Tares - It is only at Caesarea Philippi (Matthew 16:18) and afterwards (only Matthew 18:17), that Jesus begins to introduce that idea in a very rudimentary way, by what Aramaic word we know not
Disciple (2) - He leads them away from the crowds, taking them now to ‘a desert place’ (Mark 6:31), and again to the remote ‘parts of Caesarea Philippi’ (Matthew 16:13)
Multitude - Even in the region of Caesarea Philippi, whither He had gone for retirement, we are surprised to find mention of a multitude, which may indeed have consisted mainly of Gentiles (Mark 8:34)
Reality - When Peter at Caesarea Philippi ventured to dissuade Him from carrying His principles to the point, of personal danger, He treated the suggestion as a voice from the realm of darkness (Matthew 16:22 f
Gennesaret, Land of - (γ) ‘Ain et-Tabigha, or ‘Fountain of the Ruined Mill,’ formerly supposed to be the scene of the miracle of the feeding of the 5000 (Mark 6:30-44), is another large spring of water—according to Tristram, the largest in Galilee, and about one-half as large as the fountain at Caesarea Philippi
Man (2) - Peter is called blessed when, at Caesarea Philippi, he answers Christ’s question and confesses, ‘Thou art the Christ of God’ (Luke 9:20); and John is the disciple whom Jesus loved (John 19:26), the man who at the Last Supper sat next to His Master and leaned upon His breast (John 21:20), and the one to whom Mary the mother of Jesus was entrusted by Jesus as He hung on the cross (John 19:26-27)
Palestine - ...
For the purposes of this article, Palestine extends to the north ten to fifteen miles beyond the ancient site of Dan and New Testament Caesarea Philippi into the gorges and mountains just south of Mount Hermon
Political Conditions - Like most of the Herods, he had a passion for building; and to the quiet and well-governed city of Caesarea Philippi, near the alleged source of the Jordan, Jesus withdrew (Matthew 16:13, Mark 8:27) when the multitudes were crowding upon Him and His enemies tempting Him (Matthew 16:1); just as Bethsaida, another of Philip’s cities, was His refuge when news reached Him of the Baptist’s death (Luke 9:10, cf
Mission - The Evangelists record sayings which prove that the great sacrifice was present to our Lord’s mind at an early stage of His ministry, so that there is no need to regard the explicit references to the death by violence made near Caesarea Philippi (Mark 8:31 ff
Gentiles - ...
(2) He accepted the confession at Caesarea Philippi, ‘Thou art the Christ,’ with an emotion of which we feel the glow every time we read Matthew 16:16-17
Judea - Auranitis, or Ituraea, a mountainous and barren tract north of Batantaea, and bounded on the west by a branch of Mount Hermon, contained Bostra, or Bozra, about fifty miles east from the sea of Tiberias, bordering on Arabia Petraea, afterward enlarged by Trajan, and named Trajana Bostra; and Trachonitis, in 33 15' north latitude, between Hermon and Antilibanus, eastward from the sources of Jordan, and containing Baal-gad, Mispah, Paneas, or Caesarea Philippi, and AEnos, nearly twenty-five miles east of Panaeas, and as far south south-west of Damascus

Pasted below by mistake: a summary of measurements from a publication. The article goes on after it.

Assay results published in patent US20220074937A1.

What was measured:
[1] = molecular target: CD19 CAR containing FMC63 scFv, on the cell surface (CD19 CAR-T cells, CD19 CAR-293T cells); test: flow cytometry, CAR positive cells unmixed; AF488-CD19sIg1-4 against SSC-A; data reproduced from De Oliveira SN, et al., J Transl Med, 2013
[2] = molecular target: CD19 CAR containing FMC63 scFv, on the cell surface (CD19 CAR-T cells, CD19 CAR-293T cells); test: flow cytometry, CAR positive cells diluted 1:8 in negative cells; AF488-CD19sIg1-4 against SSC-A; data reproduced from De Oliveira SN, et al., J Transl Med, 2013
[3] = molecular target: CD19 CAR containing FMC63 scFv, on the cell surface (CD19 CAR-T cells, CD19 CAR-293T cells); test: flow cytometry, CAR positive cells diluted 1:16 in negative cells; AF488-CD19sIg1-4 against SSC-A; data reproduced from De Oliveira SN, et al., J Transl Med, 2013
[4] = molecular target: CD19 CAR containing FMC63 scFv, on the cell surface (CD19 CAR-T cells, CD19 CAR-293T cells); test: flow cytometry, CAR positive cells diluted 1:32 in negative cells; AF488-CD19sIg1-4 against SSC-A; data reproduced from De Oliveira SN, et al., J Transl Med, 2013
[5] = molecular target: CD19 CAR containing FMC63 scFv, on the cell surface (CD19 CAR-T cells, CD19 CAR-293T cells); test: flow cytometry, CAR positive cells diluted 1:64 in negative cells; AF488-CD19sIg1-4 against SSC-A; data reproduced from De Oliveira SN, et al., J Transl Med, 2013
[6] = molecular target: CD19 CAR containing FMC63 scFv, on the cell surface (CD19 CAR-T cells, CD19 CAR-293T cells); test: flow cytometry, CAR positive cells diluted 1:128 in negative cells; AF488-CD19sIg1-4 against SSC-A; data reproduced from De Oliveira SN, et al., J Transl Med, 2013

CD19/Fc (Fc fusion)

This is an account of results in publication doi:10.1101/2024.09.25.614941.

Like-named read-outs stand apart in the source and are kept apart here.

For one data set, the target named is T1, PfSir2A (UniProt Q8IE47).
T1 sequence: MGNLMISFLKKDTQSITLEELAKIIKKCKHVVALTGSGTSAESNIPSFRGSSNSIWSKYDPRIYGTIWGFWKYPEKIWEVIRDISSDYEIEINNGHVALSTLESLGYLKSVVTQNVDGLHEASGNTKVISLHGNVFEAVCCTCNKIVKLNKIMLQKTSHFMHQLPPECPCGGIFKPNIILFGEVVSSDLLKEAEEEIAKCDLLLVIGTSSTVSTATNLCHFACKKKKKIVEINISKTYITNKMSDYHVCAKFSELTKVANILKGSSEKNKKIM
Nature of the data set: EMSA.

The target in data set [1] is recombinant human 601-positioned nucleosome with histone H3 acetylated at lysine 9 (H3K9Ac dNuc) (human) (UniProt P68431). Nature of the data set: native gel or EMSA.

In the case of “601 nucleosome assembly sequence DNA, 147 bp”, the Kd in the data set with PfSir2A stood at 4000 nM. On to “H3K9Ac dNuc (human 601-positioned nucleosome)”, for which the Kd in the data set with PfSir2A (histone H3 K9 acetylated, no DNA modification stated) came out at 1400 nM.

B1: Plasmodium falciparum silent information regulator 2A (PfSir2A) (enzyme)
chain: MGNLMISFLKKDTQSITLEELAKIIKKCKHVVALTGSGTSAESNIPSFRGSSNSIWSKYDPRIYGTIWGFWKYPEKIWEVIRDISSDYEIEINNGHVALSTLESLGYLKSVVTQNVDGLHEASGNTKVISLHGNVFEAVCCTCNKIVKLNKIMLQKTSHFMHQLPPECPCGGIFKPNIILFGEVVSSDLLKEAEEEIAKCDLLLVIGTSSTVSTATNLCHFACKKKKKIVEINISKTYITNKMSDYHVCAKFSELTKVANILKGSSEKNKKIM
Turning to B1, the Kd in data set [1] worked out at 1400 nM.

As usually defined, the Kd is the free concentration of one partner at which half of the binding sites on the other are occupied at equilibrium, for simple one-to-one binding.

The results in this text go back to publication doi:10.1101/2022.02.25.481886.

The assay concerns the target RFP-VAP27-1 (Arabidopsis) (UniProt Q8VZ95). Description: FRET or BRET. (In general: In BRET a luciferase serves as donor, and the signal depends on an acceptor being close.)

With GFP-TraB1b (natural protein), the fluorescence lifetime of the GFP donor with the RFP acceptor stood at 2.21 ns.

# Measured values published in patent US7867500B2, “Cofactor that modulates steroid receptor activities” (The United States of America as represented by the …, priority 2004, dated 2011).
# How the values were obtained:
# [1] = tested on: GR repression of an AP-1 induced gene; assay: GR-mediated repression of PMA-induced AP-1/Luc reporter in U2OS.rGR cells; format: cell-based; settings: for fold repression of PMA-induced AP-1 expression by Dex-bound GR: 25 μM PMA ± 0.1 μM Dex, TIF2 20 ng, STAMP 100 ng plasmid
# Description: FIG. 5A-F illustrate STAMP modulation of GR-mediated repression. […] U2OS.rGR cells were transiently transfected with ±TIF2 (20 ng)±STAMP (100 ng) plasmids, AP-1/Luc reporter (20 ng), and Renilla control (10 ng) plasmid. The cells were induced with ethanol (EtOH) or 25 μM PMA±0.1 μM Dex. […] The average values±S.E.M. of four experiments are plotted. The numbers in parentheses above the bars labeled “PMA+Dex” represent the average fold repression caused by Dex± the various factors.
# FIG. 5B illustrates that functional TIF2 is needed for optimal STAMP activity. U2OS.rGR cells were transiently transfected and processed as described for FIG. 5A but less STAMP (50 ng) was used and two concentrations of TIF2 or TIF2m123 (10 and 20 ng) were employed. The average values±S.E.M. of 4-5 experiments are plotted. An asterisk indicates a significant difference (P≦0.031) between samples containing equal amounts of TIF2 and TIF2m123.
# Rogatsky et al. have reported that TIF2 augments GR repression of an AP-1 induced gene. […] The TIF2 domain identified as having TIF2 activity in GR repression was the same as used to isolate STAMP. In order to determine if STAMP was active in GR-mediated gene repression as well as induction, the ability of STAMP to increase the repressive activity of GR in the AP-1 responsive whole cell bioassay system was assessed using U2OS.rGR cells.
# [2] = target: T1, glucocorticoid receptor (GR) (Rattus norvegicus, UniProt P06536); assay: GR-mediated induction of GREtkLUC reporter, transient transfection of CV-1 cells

Vespasian - Vespasian himself joined Herod Agrippa at Caesarea Philippi, and after twenty days marched against the cities Tarichea and Tiberias, which had revolted from him
Transfiguration (2) - Tabor, lying near Nazareth, far to the south from Caesarea Philippi in the N
Peter - ...
He repeated this testimony at Caesarea Philippi (Matthew 16:16)
Herod - He built Caesarea Philippi at the site of Paneas, near the sources of the Jordan (Matthew 16:13)
Mark, Gospel According to - Even after Peter’s confession at Caesarea Philippi, when the Galilaean ministry was nearly ended, the disciples were charged to tell no man (Mark 8:30)
Teaching of Jesus - This fact comes out in several connexions,* Jesus Christ - Fourth, during Jesus' second trip outside of Galilee, he disclosed at Caesarea Philippi and at his transfiguration who he really was and what his ultimate task was to be (Mark 8:27-38 ; 9:2 )
Announcements of Death - —(a) The new departure at Caesarea Philippi
Joram - Lastly, we find the ‘river of Banias,’ Nahr-Banias, which starts at 1200 feet above the sea from a grotto, the ancient shrine of the Semitic, and then of the Graeco-Roman, gods, well known under the name of Paneion, and round which arose the city known under the names of Caesarea Philippi and Paneas, and now called Banias, a corruption of the latter name
John, Gospel of (ii. Contents) - ), whereas in the Synoptics the question and answer at Caesarea Philippi are clearly intended to be of crucial importance (Matthew 16:13 ff
Preaching Christ - In the teaching of Jesus these associations cluster round the title ‘the Son of Man,’ which, at least after the confession of Peter at Caesarea Philippi, is used as synonymous with ‘the Christ’; the Son of Man is identified with Jesus, and comes again, after His suffering and death, to establish the Kingdom, in the glory of His Father with the holy angels (Mark 8:31; Mark 8:38, Matthew 10:33; Matthew 16:27)